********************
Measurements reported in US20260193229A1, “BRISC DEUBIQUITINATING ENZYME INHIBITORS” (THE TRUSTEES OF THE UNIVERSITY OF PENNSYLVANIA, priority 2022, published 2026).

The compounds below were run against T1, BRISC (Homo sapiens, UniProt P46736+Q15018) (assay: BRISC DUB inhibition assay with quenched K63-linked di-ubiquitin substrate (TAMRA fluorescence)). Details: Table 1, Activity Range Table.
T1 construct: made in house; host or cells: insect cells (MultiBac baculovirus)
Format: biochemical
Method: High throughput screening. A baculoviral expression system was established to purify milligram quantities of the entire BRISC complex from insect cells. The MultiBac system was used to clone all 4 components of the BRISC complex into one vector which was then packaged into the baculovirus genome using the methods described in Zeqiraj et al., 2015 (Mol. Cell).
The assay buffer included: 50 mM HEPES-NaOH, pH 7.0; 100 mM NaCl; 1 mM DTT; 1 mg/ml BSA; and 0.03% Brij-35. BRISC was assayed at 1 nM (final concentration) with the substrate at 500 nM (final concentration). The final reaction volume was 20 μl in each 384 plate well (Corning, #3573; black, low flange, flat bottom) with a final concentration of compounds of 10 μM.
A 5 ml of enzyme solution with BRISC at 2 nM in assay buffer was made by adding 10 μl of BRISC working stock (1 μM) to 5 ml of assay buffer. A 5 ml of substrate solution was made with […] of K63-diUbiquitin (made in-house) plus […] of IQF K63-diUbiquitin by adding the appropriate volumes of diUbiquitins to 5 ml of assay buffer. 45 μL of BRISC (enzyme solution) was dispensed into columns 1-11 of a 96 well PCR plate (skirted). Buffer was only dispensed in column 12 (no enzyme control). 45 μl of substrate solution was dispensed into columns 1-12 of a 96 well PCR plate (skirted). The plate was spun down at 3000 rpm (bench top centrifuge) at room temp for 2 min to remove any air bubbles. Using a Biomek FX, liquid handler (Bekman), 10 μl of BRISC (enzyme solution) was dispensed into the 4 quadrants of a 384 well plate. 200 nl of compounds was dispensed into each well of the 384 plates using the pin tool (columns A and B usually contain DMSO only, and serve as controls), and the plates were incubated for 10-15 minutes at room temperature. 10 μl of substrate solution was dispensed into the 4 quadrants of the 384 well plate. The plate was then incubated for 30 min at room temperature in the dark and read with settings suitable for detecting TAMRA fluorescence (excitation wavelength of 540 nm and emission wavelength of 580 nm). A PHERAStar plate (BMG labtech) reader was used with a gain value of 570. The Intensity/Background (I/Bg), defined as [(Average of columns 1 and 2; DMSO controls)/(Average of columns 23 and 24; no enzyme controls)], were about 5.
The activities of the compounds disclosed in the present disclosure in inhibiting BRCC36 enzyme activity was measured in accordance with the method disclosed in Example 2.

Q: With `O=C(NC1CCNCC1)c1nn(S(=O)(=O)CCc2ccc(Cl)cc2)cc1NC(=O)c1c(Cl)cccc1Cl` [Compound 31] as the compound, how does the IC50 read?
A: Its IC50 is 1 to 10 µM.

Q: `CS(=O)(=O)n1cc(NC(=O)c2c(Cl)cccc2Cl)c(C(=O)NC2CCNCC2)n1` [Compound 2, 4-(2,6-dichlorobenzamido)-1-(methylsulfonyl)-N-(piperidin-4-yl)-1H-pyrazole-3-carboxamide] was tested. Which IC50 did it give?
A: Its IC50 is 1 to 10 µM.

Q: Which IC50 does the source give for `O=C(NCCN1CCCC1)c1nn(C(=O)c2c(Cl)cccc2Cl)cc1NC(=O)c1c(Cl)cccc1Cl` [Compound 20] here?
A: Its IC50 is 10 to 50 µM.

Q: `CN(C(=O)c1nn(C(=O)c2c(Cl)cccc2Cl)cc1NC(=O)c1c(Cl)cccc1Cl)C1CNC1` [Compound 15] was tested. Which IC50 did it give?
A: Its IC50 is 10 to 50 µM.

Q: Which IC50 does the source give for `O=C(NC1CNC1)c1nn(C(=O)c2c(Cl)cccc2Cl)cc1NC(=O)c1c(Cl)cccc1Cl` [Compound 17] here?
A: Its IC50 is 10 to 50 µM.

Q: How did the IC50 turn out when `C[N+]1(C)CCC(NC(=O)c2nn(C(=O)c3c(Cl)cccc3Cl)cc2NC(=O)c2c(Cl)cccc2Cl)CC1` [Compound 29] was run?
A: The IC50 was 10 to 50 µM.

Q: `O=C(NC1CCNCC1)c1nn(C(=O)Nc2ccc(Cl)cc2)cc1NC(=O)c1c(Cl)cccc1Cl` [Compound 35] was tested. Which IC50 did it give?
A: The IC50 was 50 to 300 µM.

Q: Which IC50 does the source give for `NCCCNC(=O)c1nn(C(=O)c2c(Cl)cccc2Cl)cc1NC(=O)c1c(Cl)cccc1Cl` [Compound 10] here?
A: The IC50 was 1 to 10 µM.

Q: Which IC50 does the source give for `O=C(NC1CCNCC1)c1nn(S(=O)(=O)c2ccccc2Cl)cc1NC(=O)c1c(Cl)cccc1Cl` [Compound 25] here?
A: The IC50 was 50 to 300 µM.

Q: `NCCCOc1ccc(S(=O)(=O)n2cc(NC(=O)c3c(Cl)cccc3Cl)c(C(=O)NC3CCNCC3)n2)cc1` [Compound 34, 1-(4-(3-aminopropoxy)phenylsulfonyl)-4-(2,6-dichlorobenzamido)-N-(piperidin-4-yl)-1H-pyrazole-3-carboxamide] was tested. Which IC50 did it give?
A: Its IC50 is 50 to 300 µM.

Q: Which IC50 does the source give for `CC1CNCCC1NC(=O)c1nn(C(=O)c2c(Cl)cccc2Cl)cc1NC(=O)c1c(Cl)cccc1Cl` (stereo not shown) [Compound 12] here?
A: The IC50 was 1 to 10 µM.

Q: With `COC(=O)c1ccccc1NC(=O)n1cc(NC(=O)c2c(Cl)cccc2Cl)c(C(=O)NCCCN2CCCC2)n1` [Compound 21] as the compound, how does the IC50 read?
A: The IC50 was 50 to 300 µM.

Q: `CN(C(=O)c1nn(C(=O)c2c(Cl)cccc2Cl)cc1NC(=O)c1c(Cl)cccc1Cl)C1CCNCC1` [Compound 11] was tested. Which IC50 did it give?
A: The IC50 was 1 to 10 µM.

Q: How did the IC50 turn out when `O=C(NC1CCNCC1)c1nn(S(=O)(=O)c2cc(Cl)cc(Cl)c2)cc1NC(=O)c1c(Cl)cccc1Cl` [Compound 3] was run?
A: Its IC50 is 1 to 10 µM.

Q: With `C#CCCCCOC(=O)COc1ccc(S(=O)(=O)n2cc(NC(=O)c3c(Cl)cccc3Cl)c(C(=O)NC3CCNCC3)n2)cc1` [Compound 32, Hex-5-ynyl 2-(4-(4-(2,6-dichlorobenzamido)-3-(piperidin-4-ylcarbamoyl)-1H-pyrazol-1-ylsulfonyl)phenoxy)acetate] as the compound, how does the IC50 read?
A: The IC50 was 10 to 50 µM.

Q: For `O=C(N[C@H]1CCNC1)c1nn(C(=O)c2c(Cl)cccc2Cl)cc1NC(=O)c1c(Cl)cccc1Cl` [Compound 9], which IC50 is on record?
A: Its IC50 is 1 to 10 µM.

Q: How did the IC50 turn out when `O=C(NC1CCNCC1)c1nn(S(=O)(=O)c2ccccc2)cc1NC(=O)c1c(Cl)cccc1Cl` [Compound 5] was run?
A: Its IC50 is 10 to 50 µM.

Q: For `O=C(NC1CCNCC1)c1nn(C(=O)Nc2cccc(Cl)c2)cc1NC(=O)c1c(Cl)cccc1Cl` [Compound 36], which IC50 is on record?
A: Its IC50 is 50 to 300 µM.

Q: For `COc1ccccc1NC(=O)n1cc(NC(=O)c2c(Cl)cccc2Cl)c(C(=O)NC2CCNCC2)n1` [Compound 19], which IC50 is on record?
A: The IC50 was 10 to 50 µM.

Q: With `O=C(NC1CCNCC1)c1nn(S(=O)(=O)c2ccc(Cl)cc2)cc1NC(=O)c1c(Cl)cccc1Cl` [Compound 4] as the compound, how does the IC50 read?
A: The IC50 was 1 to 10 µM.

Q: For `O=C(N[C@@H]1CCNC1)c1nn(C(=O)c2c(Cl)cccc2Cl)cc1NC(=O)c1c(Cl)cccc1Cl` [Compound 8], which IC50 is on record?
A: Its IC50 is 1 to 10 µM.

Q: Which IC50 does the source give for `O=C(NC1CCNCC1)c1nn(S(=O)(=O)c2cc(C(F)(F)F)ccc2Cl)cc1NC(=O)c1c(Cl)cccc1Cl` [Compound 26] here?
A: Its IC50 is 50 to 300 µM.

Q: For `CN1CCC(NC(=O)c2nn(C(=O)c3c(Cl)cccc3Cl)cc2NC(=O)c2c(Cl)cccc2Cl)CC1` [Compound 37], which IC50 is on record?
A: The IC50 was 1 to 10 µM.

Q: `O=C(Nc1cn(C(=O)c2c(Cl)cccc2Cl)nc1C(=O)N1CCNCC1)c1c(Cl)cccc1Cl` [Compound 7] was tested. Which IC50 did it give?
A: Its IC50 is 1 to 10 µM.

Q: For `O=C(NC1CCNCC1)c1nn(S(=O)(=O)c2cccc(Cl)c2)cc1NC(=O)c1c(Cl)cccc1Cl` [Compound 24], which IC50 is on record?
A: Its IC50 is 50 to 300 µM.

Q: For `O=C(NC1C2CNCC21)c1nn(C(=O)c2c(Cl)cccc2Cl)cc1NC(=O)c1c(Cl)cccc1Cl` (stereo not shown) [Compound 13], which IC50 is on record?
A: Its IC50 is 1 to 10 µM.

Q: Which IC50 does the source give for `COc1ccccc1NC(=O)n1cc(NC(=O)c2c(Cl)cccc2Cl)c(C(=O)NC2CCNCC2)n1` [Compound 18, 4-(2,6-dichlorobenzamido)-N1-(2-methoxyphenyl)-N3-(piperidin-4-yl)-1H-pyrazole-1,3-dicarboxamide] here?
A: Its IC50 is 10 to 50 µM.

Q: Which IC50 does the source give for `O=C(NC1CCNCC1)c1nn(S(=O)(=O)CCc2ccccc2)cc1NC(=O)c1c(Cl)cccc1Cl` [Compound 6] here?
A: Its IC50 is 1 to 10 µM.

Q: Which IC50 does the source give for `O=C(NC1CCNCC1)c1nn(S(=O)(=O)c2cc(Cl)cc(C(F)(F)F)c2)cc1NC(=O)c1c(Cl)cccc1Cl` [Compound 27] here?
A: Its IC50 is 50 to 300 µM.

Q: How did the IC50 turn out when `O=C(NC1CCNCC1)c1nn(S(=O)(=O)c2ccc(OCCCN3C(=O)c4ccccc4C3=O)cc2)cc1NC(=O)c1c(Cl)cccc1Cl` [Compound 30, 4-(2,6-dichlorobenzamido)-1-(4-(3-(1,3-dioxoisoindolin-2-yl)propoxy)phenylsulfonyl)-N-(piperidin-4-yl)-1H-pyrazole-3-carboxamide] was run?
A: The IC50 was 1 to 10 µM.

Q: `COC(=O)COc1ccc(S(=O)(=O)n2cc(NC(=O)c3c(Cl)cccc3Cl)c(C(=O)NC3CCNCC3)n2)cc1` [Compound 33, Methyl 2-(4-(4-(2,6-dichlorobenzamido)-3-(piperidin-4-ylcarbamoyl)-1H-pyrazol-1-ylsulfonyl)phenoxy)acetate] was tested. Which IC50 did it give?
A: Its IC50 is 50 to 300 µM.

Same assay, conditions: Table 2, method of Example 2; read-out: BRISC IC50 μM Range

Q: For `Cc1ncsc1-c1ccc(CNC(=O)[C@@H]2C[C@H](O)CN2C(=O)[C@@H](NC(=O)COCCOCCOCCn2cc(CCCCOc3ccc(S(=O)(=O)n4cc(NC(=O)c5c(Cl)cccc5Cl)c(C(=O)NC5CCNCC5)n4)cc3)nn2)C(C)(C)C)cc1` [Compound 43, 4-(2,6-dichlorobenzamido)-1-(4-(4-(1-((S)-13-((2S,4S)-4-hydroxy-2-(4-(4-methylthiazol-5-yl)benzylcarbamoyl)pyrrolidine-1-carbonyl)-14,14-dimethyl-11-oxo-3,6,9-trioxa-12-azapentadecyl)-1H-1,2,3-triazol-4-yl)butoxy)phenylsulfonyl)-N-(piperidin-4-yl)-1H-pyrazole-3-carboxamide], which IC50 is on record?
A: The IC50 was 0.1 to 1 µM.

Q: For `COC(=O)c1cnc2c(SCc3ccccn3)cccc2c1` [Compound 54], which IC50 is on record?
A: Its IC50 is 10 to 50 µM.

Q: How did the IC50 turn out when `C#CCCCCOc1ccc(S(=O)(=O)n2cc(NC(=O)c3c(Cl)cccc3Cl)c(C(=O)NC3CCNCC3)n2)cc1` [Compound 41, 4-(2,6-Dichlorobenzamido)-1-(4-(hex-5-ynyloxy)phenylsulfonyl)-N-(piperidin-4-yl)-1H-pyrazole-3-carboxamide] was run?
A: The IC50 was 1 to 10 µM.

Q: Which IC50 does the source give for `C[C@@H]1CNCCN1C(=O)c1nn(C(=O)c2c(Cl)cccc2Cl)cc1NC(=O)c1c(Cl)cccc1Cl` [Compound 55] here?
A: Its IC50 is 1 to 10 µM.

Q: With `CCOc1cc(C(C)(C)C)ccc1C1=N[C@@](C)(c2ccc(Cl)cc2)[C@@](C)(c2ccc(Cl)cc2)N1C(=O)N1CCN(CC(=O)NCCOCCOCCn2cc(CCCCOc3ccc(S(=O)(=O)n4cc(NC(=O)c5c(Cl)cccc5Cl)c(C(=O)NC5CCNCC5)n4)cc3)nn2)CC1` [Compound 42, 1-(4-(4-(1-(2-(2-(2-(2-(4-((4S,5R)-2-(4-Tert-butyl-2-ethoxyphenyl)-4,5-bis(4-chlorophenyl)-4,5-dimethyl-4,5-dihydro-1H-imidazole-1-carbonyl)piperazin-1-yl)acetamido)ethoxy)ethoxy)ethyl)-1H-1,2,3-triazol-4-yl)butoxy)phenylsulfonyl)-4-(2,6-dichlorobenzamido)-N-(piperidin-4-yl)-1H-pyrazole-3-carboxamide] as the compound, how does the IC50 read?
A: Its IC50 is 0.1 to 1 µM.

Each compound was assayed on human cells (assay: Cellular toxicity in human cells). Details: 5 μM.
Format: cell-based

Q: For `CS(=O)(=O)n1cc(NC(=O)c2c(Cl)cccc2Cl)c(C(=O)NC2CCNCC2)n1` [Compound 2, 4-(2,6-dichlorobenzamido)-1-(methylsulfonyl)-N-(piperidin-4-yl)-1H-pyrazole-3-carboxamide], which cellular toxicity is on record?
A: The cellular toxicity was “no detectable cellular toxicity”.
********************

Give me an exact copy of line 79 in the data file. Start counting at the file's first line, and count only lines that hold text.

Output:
A: Its IC50 is 1 to 10 µM.